By Ron Haynie
The debate over housing-finance reform often ends up deep in the weeds, but the esoteric details are often of the utmost importance to community banks. Recent developments in Washington bear that out, with seemingly arcane conversations between regulators and Congress posing risks to the future of the housing-finance system.
Consumer Financial Protection Bureau Director Kathy Kraninger recently told certain members of Congress that the bureau plans a short-term extension to a policy exempting Fannie Mae and Freddie Mac mortgage loans from parts of its Qualified Mortgage rule. The rule requires mortgage lenders to consider consumers’ ability to repay a mortgage loan before extending credit.
This policy — known as the QM or GSE "patch" — is scheduled to expire in January 2021. It provides QM status to loans purchased or guaranteed by the government-sponsored enterprises (Fannie and Freddie) even if they exceed the rule's 43 percent debt-to-income limit. At least 25 percent of the GSEs' loan purchases currently are covered by the patch.
ICBA opposes allowing the GSE patch to expire without making changes to the QM rule.
In a September 2019 comment letter, ICBA advocated a DTI range of 45-50 percent along with changes to Appendix Q that would allow lenders to use compensating factors when evaluating a borrower's ability to repay. Due to an ICBA-advocated provision of the S. 2155 regulatory relief law, community banks with assets below $10 billion are generally exempt from this requirement for mortgage loans they originate and retain in portfolio.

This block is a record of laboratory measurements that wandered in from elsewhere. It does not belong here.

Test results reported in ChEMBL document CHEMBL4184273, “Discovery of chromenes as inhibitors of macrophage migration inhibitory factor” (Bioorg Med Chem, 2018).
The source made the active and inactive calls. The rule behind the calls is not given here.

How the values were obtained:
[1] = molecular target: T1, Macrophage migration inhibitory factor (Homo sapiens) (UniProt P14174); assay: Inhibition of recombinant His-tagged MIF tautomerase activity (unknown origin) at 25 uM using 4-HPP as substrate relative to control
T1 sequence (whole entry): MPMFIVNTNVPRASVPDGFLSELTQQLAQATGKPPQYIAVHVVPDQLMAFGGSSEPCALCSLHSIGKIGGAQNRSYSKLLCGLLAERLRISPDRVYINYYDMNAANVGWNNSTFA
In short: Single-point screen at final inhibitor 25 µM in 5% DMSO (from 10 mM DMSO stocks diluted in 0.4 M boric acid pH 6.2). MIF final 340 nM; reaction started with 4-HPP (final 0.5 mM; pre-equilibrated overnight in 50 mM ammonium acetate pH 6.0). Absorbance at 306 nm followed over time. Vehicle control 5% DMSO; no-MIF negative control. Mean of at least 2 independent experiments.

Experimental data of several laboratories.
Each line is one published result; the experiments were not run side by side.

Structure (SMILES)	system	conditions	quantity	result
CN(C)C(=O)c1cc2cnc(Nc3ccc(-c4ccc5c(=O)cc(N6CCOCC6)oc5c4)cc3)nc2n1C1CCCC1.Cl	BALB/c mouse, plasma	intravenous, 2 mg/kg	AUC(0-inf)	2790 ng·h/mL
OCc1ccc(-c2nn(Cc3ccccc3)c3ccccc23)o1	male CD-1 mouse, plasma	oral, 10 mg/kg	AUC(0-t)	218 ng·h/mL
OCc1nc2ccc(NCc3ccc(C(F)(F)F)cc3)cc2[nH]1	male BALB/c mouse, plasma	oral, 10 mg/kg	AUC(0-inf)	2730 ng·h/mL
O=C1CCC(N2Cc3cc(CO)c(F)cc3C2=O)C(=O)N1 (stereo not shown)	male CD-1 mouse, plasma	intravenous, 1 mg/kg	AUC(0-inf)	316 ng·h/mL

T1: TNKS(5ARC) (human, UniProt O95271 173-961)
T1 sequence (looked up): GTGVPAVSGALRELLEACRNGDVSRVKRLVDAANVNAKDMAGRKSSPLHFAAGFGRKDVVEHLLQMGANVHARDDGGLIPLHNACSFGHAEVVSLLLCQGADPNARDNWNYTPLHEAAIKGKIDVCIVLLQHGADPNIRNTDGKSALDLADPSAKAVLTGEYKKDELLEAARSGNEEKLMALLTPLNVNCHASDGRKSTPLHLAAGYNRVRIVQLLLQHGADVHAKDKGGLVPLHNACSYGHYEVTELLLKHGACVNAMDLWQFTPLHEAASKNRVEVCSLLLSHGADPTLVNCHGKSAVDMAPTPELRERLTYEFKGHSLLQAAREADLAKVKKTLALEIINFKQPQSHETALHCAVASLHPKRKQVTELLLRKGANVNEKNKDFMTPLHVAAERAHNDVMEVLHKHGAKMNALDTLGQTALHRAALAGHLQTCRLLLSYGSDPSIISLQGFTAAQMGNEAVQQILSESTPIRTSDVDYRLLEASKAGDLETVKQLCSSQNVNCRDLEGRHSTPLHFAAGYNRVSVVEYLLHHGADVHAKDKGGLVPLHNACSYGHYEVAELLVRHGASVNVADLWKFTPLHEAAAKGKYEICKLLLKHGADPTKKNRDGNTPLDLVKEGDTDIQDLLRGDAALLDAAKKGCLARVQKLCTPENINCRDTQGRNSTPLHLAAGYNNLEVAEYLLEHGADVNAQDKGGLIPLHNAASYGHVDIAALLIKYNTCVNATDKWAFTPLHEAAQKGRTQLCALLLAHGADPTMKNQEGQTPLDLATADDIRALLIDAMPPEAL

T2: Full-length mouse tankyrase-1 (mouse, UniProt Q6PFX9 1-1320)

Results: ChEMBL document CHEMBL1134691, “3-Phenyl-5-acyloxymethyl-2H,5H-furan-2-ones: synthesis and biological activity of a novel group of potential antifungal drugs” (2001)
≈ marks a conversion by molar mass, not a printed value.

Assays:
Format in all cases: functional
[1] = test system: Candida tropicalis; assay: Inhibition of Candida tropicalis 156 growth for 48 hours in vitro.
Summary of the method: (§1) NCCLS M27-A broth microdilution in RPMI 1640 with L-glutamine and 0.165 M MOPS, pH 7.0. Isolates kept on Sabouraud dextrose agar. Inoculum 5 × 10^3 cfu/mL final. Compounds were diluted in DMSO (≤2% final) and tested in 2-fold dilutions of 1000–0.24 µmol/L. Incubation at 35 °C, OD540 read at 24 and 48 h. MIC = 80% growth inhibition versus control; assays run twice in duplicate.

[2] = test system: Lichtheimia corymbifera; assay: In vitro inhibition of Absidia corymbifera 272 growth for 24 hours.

However, Kraninger indicated in her letter to Congress that the CFPB plans to revise its QM definition away from DTI ratios in favor of an approach based on pricing, which larger mortgage lenders support but ICBA strongly opposes.
DTI ratios function as a bright line that mitigates undue risk in the conventional mortgage market. Transitioning away from this widely used metric—which Kraninger said her agency could begin early next year—threatens to reintroduce the kinds of risks in the mortgage market that contributed to the Wall Street financial crisis of 2008. Further, it would effectively nullify the QM rule's exemptions for community bank portfolio loans.
In a recent joint letter and in its September comment letter, ICBA said the DTI ratio requirement, while not a perfect metric and combined with measurable compensating factors, enables prudent underwriting, appropriately measures ability to repay, and supports low-income and minority borrowers.
ICBA will continue working with policymakers to extend the GSE "patch" without implementing a pricing-based QM definition that will favor the largest mortgage lenders and introduce unnecessary risk in the mortgage market.
Further, ICBA will urge the CFPB not to take any actions that could disrupt the mortgage market and unnecessarily reduce access to credit for creditworthy borrowers.
These debates in Washington often involve complex issues, but the ICBA and community bank commitment to safety and soundness remains fairly simple—and fundamental.
Ron Haynie is ICBA senior vice president of mortgage finance policy.